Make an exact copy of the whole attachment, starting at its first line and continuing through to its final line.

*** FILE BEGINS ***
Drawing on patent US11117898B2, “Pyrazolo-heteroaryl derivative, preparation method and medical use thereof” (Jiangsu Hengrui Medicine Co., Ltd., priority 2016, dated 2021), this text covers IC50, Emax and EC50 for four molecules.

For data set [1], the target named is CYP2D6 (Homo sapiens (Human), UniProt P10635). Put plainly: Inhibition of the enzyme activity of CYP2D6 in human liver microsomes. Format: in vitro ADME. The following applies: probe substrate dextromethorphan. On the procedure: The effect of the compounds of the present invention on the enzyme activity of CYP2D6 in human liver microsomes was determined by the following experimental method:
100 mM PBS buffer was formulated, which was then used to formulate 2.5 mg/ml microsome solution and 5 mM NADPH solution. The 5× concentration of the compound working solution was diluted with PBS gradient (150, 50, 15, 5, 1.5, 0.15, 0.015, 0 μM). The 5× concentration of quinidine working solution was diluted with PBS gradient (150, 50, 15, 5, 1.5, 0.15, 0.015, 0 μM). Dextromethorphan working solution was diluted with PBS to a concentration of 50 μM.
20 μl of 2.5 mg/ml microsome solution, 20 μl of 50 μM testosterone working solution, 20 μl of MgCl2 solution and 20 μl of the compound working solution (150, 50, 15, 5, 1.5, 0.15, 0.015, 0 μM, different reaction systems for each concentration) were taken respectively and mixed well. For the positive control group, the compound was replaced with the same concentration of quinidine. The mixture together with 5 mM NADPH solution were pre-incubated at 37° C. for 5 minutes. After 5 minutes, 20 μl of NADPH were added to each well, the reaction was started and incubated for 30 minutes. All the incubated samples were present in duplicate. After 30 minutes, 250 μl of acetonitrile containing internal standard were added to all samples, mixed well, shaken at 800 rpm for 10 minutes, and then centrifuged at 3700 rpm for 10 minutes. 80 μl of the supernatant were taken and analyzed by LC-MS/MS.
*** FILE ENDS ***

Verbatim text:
Drawing on patent US11117898B2, “Pyrazolo-heteroaryl derivative, preparation method and medical use thereof” (Jiangsu Hengrui Medicine Co., Ltd., priority 2016, dated 2021), this text covers IC50, Emax and EC50 for four molecules.

For data set [1], the target named is CYP2D6 (Homo sapiens (Human), UniProt P10635). Put plainly: Inhibition of the enzyme activity of CYP2D6 in human liver microsomes. Format: in vitro ADME. The following applies: probe substrate dextromethorphan. On the procedure: The effect of the compounds of the present invention on the enzyme activity of CYP2D6 in human liver microsomes was determined by the following experimental method:
100 mM PBS buffer was formulated, which was then used to formulate 2.5 mg/ml microsome solution and 5 mM NADPH solution. The 5× concentration of the compound working solution was diluted with PBS gradient (150, 50, 15, 5, 1.5, 0.15, 0.015, 0 μM). The 5× concentration of quinidine working solution was diluted with PBS gradient (150, 50, 15, 5, 1.5, 0.15, 0.015, 0 μM). Dextromethorphan working solution was diluted with PBS to a concentration of 50 μM.
20 μl of 2.5 mg/ml microsome solution, 20 μl of 50 μM testosterone working solution, 20 μl of MgCl2 solution and 20 μl of the compound working solution (150, 50, 15, 5, 1.5, 0.15, 0.015, 0 μM, different reaction systems for each concentration) were taken respectively and mixed well. For the positive control group, the compound was replaced with the same concentration of quinidine. The mixture together with 5 mM NADPH solution were pre-incubated at 37° C. for 5 minutes. After 5 minutes, 20 μl of NADPH were added to each well, the reaction was started and incubated for 30 minutes. All the incubated samples were present in duplicate. After 30 minutes, 250 μl of acetonitrile containing internal standard were added to all samples, mixed well, shaken at 800 rpm for 10 minutes, and then centrifuged at 3700 rpm for 10 minutes. 80 μl of the supernatant were taken and analyzed by LC-MS/MS.